Mothers and Daughters

“Probably there is nothing in human nature more resonant with charges than the flow of energy between two biologically alike bodies, one of which has lain in amniotic bliss inside the other, one of which has labored to give birth to the other. The materials are here for the deepest mutuality and the most painful estrangement.” – Adrienne Rich

I first encountered this quotation while reading Dr. Harriet Lerner’s, The Mother Dance. I was not a mother of a daughter at the time, but maybe it resonated with me as the daughter of a mother. As a therapist, I have worked with this relational dynamic many times whether it was with a daughter trying to connect to her mother, a mother trying to understand her daughter, or facilitating a dialogue with them together in the room. I have met with mothers who no longer talk to their daughters and I have met with daughters who see their mothers as a source of unwavering love and support. Most mother-daughter relationships fall somewhere in between.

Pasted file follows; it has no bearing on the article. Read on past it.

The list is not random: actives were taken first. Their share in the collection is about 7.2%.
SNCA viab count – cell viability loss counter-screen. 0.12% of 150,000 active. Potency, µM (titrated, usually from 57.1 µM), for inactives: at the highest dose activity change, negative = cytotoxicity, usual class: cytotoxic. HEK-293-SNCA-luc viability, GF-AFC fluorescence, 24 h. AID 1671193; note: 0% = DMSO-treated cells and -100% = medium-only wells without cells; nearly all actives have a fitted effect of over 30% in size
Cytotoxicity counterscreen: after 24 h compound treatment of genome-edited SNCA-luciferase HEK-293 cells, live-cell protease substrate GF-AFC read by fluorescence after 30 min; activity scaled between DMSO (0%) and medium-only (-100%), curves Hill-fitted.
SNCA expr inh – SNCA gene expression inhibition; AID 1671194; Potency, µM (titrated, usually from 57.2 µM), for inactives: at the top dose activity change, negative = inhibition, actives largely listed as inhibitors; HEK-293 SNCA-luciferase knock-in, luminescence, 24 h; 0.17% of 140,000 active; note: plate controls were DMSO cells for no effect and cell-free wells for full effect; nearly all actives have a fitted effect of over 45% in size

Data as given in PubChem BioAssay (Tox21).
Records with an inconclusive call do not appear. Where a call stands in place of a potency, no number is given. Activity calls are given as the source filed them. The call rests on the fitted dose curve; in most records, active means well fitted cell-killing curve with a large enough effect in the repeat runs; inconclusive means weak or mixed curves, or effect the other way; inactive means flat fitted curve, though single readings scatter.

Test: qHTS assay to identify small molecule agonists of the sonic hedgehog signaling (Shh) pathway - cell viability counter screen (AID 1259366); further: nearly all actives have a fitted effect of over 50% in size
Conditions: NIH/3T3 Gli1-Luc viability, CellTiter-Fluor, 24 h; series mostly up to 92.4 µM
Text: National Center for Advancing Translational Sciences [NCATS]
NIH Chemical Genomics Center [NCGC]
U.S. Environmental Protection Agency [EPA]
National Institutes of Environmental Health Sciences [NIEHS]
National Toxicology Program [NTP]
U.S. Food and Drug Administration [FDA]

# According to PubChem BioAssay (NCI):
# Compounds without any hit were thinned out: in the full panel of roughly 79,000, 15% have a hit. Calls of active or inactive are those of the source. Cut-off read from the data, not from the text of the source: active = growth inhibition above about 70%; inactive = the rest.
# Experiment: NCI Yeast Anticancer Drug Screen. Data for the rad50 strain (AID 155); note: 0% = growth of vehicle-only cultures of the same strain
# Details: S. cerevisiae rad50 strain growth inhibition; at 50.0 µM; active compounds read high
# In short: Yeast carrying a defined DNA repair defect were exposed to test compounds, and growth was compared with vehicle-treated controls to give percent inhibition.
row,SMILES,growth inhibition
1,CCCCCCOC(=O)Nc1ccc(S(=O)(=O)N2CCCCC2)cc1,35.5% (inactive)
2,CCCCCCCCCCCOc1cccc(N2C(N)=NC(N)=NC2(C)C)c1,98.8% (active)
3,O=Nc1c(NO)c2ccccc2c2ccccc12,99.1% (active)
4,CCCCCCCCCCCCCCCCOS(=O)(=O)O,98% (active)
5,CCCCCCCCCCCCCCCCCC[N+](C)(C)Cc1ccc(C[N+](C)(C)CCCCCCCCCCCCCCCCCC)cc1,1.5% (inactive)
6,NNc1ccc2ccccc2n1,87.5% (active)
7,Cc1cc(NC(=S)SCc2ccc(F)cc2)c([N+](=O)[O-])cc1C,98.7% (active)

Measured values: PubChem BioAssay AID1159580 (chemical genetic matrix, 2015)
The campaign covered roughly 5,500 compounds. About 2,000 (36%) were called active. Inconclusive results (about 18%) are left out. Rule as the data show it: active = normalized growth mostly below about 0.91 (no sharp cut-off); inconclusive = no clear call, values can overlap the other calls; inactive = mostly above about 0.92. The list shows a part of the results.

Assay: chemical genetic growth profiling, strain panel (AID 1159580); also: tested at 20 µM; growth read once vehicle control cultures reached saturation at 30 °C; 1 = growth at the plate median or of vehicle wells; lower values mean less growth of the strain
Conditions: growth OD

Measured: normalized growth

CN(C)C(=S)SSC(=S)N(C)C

When I found out I was having a girl, I responded with both excitement and fear. I looked forward to the shared experiences we could have doing “girl things”. At the same time, I was afraid of the potential influence I could have in her life – would I be a healthy female role model for her? I concluded that the most important thing for me to do was not to mother exactly how I was mothered or exactly the opposite way I was mothered but to find a balance by being present for the experience. One of my main objectives today is to ground myself as the adult in the relationship, conveying the simple but difficult message of “I am here for you”, not the other way around.

As an adult daughter today, I have more context to understand my mother and some of the forces that affected her role and our relationship. I often joke about setting aside money for my daughter to use towards her own therapy – at least she won’t have to pay for the sessions in which she recounts all my failings. My hope is that my intentions and actions over the years will create a relationship that favors the “deepest mutuality” side of the spectrum as opposed to the “painful estrangement” alternative. My plan:

  1. Be present and available
  2. Listen and accept differences
  3. Be the loving adult
  4. Acknowledge and address mistakes
  5. Pay for her therapy, of course
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2018-04-12T14:28:32+00:00February 12th, 2018|